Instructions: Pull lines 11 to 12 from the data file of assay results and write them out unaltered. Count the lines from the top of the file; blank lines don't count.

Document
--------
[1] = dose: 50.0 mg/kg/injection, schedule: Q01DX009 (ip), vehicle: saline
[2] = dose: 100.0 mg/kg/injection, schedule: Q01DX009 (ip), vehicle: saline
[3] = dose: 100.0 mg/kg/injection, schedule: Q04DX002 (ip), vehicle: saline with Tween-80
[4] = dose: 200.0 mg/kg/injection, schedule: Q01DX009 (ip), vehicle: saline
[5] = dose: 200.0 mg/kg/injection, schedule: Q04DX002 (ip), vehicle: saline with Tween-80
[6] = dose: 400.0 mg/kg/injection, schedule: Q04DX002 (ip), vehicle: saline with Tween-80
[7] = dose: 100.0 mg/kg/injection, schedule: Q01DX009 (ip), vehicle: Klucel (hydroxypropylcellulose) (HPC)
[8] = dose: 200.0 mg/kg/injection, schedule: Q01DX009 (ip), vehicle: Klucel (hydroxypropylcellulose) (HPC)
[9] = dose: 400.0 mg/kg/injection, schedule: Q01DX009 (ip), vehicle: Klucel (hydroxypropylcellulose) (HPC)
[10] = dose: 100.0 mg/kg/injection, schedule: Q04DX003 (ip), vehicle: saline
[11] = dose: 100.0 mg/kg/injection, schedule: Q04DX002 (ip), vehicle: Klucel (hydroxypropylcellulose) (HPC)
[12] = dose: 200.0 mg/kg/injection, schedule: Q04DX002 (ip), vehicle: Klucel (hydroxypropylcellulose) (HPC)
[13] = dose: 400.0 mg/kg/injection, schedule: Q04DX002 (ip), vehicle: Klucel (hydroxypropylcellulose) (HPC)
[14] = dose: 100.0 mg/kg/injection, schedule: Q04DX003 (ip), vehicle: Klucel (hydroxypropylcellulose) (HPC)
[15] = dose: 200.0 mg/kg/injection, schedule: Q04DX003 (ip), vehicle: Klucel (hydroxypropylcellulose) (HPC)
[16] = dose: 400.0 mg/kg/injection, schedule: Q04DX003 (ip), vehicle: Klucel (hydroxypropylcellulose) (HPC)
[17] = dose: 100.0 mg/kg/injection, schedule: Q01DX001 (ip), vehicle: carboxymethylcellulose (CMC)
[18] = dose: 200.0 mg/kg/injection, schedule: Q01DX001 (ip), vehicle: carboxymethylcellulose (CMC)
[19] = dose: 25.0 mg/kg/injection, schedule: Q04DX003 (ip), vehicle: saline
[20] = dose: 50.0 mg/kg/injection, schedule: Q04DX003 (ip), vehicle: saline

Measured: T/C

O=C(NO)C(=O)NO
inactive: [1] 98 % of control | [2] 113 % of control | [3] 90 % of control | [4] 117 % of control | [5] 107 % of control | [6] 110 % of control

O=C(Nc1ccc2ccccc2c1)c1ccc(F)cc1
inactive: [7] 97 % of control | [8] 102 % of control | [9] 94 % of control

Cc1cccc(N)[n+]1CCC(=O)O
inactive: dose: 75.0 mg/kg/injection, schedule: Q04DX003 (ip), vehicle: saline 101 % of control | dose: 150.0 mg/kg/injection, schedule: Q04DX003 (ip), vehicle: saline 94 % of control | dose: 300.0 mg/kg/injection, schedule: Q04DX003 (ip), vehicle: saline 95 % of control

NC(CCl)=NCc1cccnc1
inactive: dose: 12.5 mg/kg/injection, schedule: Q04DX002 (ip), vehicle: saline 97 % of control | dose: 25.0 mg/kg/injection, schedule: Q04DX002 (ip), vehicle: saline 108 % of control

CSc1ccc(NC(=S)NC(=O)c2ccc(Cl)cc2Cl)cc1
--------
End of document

[11] = dose: 100.0 mg/kg/injection, schedule: Q04DX002 (ip), vehicle: Klucel (hydroxypropylcellulose) (HPC)
[12] = dose: 200.0 mg/kg/injection, schedule: Q04DX002 (ip), vehicle: Klucel (hydroxypropylcellulose) (HPC)